Do a little more than change clocks and batteries this Fall
Ever since the late 70’s when smoke detectors started finding their way into our homes, we have been told to change the battery at least once a year. Sometime in the 1980’s a campaign was started to advise homeowners to check the battery on all their smoke detectors every time they changed the clocks for daylight savings time. What many people don’t realize is that the smoke detector itself has an expiration date.
Yes, it will still beep when you test it and if your detectors are AC-powered you may even have an added sense of comfort that you will always be protected. The truth is, these devices start to lose some of their detecting abilities as they age and most manufacturers will recommend that you replace a smoke detector every 10 years. In the case of carbon monoxide detectors (which became a requirement of building codes in 2008 in all dwellings that have a fuel burning appliance, heating system, fireplace or even attached garage) the conservative recommendation is to replace devices every 5 years since the technology sensing functionality of these devices decline slightly each year.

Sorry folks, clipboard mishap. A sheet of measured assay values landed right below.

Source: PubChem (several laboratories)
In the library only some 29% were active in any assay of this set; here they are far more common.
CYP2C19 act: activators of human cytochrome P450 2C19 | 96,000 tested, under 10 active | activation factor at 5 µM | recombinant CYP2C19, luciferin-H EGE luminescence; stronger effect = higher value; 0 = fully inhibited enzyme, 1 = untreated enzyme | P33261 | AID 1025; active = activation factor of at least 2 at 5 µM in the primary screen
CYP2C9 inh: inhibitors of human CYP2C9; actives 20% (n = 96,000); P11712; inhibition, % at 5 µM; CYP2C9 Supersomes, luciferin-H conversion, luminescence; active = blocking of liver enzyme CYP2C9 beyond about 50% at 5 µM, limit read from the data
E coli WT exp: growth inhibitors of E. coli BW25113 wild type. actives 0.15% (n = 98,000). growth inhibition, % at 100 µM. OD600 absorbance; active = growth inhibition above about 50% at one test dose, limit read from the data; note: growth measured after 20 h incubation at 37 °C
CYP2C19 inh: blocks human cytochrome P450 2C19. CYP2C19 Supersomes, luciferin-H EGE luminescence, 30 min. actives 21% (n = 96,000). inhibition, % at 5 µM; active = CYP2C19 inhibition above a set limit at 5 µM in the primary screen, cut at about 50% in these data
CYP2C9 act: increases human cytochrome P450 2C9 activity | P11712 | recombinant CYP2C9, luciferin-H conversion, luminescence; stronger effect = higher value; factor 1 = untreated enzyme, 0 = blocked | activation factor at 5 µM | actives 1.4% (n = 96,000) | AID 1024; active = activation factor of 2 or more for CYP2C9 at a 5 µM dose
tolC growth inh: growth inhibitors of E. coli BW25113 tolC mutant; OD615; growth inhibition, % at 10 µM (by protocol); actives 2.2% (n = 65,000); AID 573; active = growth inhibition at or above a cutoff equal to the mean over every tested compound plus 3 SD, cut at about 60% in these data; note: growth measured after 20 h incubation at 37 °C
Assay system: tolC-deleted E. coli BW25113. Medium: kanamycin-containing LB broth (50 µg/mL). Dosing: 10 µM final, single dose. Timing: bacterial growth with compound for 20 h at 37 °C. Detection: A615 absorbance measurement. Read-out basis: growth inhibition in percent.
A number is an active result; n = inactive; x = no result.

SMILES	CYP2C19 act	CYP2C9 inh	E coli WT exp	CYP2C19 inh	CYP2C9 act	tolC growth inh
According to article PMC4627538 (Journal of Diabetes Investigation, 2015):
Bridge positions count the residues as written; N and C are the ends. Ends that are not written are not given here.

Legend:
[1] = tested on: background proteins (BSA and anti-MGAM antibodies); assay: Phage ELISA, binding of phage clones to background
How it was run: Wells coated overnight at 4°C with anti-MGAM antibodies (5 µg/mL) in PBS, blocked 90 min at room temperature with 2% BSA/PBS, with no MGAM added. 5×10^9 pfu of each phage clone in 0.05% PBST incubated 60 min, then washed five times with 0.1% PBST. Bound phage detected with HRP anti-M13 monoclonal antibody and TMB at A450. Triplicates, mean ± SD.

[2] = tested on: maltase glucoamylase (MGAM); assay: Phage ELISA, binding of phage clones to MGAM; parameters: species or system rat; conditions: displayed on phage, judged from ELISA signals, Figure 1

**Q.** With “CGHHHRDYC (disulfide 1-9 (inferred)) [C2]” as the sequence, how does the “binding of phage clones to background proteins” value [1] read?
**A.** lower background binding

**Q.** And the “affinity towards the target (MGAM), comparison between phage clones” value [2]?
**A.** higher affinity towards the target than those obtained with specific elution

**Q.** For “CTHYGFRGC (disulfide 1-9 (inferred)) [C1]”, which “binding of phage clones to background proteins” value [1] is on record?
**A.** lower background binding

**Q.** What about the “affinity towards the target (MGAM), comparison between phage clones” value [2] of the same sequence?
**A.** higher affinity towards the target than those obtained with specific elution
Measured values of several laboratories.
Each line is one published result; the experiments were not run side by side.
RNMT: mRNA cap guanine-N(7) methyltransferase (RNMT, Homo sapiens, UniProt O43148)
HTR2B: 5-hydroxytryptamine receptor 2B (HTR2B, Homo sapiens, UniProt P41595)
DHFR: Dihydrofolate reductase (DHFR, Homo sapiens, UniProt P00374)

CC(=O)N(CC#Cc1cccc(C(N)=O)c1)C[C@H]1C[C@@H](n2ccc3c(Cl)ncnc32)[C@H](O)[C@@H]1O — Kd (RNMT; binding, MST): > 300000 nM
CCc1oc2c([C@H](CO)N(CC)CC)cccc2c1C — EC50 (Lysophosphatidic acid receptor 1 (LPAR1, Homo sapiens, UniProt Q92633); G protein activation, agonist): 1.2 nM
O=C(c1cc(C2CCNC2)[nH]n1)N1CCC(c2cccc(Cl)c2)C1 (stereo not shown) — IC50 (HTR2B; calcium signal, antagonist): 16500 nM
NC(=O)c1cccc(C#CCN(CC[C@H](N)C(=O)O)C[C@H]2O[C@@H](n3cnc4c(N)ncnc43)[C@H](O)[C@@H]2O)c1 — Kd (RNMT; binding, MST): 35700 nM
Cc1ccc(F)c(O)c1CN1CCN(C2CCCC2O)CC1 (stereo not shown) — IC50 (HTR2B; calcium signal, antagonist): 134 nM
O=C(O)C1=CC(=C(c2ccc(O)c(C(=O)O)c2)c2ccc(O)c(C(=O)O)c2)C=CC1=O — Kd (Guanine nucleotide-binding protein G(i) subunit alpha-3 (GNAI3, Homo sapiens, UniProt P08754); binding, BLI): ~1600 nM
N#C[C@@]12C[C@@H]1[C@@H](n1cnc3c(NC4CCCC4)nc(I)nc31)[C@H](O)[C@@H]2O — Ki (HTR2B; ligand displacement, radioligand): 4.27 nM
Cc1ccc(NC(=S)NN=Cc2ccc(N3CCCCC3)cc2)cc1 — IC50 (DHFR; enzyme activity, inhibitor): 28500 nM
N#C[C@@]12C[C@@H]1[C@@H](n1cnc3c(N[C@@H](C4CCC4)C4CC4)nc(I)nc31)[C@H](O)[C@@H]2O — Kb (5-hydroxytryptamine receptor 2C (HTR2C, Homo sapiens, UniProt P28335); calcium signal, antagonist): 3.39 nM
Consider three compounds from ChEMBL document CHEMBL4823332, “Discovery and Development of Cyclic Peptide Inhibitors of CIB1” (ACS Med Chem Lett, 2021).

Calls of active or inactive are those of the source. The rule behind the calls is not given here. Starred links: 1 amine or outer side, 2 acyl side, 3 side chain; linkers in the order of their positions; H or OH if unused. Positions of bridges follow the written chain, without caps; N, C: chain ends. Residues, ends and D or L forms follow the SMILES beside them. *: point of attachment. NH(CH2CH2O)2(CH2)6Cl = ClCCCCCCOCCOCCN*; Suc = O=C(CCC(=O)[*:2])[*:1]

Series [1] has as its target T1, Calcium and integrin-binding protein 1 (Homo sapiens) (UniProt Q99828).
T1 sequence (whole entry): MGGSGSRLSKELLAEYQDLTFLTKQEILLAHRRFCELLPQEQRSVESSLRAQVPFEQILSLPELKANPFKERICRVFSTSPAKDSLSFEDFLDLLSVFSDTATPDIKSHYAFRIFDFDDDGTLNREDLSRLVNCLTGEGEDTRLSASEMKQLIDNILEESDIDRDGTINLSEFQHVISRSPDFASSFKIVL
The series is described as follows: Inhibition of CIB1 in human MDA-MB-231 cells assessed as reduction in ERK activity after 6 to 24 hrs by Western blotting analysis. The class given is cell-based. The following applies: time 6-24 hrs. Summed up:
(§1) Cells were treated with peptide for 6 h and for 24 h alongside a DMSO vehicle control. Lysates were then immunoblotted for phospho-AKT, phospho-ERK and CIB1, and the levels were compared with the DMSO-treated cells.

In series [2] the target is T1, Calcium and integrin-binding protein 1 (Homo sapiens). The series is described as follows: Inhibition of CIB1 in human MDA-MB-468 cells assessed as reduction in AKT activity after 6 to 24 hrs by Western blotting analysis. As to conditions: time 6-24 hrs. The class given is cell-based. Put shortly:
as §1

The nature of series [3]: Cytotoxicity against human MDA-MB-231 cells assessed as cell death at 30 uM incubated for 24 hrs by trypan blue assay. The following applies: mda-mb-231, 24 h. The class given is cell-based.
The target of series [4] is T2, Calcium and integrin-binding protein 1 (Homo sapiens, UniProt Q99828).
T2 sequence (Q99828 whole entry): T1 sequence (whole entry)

This fall, when you set your clocks back an hour; think about using that extra time to make sure all your danger sensing detectors are current and working properly. If you have lived in your house or apartment for more than five years, think about when your smoke and C02 detectors were installed or replaced. If you have no idea, it would be wise for you to swap them out. Handy Andy recommends writing the install date somewhere on the device so that you will always be able to calculate how old each unit it.
If you have stand-alone detectors, meaning each one operates independently and are not interconnected, you can look at some of the new smart devices that communicate with other devices in your home using Wi-Fi and Bluetooth, allowing one detector to alert and sound the others whenever there is an alarm.
Many Handy Andy clients have upgraded their thermostats to smart systems like Nest. Did you know
that many of these same manufacturers also make smoke and CO2 detectors that are capable of communicating with your thermostat? A nice feature of this smart technology is that it can allow smoke and CO2 detectors to act as additional contact points to let your heating and cooling system know when you are around. An even more important feature is that they can automatically turn off your boiler or heating system when a smoke or carbon monoxide condition exists, significantly reducing the ability for dangers to compound in an emergency.
So this fall, do a little more than just change batteries and dial back clocks. Make sure your home is properly protected and you will enjoy that extra hour of sleep even more.
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